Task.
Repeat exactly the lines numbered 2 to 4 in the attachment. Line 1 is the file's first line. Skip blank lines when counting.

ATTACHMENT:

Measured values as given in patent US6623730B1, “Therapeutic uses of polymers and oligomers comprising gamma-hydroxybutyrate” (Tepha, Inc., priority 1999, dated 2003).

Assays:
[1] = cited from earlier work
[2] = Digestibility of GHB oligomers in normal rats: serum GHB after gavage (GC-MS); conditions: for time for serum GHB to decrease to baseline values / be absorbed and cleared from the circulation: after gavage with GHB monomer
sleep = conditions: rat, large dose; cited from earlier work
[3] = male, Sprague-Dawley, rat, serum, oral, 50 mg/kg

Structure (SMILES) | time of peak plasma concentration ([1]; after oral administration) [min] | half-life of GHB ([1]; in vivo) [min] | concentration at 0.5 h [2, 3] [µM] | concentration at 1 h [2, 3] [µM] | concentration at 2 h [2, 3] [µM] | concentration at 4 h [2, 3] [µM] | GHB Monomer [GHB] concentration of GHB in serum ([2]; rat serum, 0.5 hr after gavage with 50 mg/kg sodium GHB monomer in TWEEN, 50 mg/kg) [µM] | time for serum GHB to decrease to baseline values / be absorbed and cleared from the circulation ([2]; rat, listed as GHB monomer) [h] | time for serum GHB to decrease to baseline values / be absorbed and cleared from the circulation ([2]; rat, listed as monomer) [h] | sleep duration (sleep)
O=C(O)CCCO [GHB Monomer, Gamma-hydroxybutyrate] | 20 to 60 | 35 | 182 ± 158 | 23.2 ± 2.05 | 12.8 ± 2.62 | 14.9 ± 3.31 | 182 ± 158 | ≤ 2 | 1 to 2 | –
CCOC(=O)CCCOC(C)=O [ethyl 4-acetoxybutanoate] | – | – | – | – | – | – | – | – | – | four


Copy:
Assays:
[1] = cited from earlier work
[2] = Digestibility of GHB oligomers in normal rats: serum GHB after gavage (GC-MS); conditions: for time for serum GHB to decrease to baseline values / be absorbed and cleared from the circulation: after gavage with GHB monomer